“Carol is such an extraordinary talent,” says James McBride, Nihi’s CEO and partner in the business with American entrepreneur Chris Burch. “She truly is a horse whisperer — I didn’t really believe all of that stuff in the beginning, it seemed a little hokey to me, but she really does get in the mind of the animals. Through her training, her love and connection with the horses, they’ve become a herd, swimming together in the sea and galloping together back to the stable.”
Nihi was founded as a surfer’s paradise, and the sweet wave that breaks offshore, Occy’s Left, remains a major attraction. “But for guests, riding the horses has become a huge part of the Nihi experience,” McBride says — a happy surprise since the stable formed without a profit motive, but purely because they were endangered, a fact that has struck a chord with guests. “It has started to rival the popularity of surfing. You could say it’s bigger to some degree than surfing, because it’s got a broader mass appeal.”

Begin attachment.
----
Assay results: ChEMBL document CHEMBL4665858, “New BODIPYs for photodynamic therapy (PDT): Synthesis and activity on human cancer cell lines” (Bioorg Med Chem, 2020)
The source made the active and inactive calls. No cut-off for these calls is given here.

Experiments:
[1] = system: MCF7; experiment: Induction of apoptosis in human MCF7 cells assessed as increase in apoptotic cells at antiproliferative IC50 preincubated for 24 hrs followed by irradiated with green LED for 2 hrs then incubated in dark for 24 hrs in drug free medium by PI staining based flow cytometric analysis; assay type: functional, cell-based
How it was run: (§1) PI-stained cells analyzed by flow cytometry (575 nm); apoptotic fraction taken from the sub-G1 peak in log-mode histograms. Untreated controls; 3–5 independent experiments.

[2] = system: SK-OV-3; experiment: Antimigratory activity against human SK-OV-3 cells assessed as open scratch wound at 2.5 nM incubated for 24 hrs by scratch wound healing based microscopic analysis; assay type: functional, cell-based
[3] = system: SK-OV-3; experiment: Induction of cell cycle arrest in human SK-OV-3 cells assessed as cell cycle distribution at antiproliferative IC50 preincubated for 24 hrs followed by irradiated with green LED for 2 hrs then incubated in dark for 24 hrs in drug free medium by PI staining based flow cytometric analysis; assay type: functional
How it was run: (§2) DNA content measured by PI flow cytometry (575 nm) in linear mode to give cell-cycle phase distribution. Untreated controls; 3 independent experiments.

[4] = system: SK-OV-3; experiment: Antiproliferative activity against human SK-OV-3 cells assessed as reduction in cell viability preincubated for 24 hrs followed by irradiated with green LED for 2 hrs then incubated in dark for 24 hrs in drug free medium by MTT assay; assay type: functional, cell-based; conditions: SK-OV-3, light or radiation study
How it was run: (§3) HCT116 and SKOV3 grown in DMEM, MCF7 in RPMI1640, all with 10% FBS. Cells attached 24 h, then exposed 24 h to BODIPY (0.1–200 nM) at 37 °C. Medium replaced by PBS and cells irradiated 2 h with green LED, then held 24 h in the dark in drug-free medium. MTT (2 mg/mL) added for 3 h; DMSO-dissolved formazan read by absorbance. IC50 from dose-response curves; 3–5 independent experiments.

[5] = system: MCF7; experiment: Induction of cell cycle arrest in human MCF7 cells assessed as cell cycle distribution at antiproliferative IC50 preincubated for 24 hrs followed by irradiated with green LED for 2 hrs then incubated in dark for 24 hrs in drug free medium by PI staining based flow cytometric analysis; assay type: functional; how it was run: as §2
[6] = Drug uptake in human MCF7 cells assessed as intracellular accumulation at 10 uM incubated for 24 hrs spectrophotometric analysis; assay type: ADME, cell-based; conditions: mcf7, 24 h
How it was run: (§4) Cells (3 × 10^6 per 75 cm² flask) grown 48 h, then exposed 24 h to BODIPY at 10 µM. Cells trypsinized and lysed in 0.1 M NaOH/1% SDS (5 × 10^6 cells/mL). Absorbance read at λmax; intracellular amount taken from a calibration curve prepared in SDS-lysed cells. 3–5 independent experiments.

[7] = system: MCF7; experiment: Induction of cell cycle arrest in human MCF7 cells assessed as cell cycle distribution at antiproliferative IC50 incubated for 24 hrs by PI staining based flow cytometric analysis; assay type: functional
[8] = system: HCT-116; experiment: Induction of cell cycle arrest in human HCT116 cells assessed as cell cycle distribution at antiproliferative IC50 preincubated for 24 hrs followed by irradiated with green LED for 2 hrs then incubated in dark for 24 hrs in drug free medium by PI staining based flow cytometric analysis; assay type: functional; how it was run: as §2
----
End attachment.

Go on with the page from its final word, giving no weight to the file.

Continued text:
Whether experienced equestrians or fresh to the saddle, guests find it hard to pass up trotting down a pristine, deserted beach. “It’s the most exhilarating experience,” McBride says. “People who are initially scared to ride a horse or even get on a horse, when they’re led down our 2.5 kilometer beach by Carol’s incredible team, they feel completely safe. And they accomplish a bucket-list thing, to not only do a beach ride at sunset in an exotic location, but then, to actually go into the sea and be on a pony’s back as it swims in the Indian Ocean! That’s a very special experience.”
The resort has introduced an ‘equine connection’ program of yoga, meditation and self-awareness in the presence of horses. Yet even without the benefit of these initiatives, McBride says, visitors’ encounters with the ponies of Nihi often prove profound. “We’ve had guests, both adults and children, who may have suffered pain or difficulties in life, and they’ve been able to bond with the horses emotionally,” he explains. “They form a connection which helps them heal.” And no matter what ails us, that’s one of our top vacation goals, for sure.